By Iris Richmond. Centex Homes takes green building to another level. In an effort to define zero energy in home building, the Dallas-based builder is constructing the first electricity-free house built by a production builder in Northern California.
Prompted by the state's energy crisis last year, Centex is knee-deep in an experiment to determine what it takes to build a house capable of producing all its own energy. "From an economic standpoint it's difficult," says consultant David Springer, president of Davis Energy Group in Davis, Calif. "The objective is to come as close as possible to zero-net energy while maintaining the house's marketability." But, Centex is aiming for zero.
The 3,070-square-foot prototype--featuring photovoltaic panels, solar water heaters, recycled wood products, blown-in cellulose insulation, and dual-pane windows--will be priced between $600,000 and $900,000, about 5 percent higher than nearby homes. As for the builder's cost, Centex division president David Barclay says it's too soon to tell. A mix of incentives, start-up costs for new systems, and other factors make it difficult to assess the costs at this time.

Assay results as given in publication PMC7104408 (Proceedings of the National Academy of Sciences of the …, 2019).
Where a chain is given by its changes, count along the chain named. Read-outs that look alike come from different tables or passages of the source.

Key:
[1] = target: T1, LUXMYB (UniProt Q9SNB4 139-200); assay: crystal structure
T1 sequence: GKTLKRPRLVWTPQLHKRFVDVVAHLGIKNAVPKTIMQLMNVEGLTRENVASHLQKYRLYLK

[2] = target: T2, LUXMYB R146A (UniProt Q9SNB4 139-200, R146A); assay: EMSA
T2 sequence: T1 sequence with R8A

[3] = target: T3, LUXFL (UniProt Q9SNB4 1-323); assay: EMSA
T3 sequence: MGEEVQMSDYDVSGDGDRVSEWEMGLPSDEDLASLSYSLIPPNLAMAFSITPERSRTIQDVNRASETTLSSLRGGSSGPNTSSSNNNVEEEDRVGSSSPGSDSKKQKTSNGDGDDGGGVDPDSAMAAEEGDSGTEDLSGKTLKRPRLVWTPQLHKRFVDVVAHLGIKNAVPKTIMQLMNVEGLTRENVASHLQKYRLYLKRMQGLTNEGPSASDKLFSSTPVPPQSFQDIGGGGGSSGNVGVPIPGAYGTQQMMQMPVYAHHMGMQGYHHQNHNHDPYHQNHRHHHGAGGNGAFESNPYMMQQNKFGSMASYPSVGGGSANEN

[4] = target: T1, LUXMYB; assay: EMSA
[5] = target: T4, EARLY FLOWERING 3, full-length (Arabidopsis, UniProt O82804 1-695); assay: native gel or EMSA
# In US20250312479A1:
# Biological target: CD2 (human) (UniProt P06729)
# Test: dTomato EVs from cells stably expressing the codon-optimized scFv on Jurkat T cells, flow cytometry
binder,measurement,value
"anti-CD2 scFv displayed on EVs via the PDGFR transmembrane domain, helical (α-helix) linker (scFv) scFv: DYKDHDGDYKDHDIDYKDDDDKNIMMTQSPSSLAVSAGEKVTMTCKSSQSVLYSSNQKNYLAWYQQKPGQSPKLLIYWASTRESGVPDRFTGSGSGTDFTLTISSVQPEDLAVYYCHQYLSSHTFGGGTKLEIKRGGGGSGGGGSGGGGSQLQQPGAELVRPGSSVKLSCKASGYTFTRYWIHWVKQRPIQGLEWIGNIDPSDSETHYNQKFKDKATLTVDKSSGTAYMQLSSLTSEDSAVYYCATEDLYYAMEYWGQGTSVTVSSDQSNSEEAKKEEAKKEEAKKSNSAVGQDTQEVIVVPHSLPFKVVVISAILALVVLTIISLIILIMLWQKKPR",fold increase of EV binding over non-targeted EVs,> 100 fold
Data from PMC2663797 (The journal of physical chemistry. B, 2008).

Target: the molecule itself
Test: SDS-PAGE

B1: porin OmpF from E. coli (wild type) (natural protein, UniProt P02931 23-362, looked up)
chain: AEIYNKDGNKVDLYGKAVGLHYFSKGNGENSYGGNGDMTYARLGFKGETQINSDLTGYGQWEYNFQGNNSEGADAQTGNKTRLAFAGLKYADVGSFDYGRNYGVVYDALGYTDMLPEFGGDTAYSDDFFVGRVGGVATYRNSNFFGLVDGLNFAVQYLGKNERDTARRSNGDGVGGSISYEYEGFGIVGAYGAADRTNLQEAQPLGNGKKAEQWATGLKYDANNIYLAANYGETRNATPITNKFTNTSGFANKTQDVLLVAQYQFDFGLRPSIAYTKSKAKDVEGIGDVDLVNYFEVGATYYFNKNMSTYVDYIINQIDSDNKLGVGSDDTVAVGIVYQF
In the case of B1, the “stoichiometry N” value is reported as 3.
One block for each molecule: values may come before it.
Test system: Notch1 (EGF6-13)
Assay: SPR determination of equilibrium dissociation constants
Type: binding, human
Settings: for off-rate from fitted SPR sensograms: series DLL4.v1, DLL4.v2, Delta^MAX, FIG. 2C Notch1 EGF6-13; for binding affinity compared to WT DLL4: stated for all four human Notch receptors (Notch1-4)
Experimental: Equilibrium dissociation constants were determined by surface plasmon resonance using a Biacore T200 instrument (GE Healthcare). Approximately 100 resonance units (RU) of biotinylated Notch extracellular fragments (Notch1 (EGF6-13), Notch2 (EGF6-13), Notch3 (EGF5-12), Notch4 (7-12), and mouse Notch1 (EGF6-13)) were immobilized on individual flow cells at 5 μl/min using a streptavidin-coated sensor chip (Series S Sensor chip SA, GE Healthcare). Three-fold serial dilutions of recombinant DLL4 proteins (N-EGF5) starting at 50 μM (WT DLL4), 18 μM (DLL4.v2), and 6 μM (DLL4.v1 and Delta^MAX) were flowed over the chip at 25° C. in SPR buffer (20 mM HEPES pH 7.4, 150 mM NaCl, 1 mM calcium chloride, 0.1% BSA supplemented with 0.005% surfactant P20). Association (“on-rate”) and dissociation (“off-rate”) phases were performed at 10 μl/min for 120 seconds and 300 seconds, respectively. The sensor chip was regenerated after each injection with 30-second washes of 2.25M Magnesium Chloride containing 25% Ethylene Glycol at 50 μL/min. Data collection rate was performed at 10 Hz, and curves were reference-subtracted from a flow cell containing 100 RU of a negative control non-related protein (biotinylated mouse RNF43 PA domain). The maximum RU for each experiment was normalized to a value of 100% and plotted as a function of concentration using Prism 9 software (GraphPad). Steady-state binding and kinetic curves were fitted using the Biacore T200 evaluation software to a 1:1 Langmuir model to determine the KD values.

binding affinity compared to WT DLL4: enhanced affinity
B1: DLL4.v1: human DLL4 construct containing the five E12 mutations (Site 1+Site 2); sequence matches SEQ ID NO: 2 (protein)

By 2010, California's goal is for 10 percent of all new homes built in the state to be equipped with zero-energy systems. Along with the energy technology, Centex is testing buyer demand for the home. Already, there are interested buyers for the house (scheduled for completion in June) who are willing to work with Centex for six months to aid in the ongoing research.
BIG BUILDER Magazine, April 2002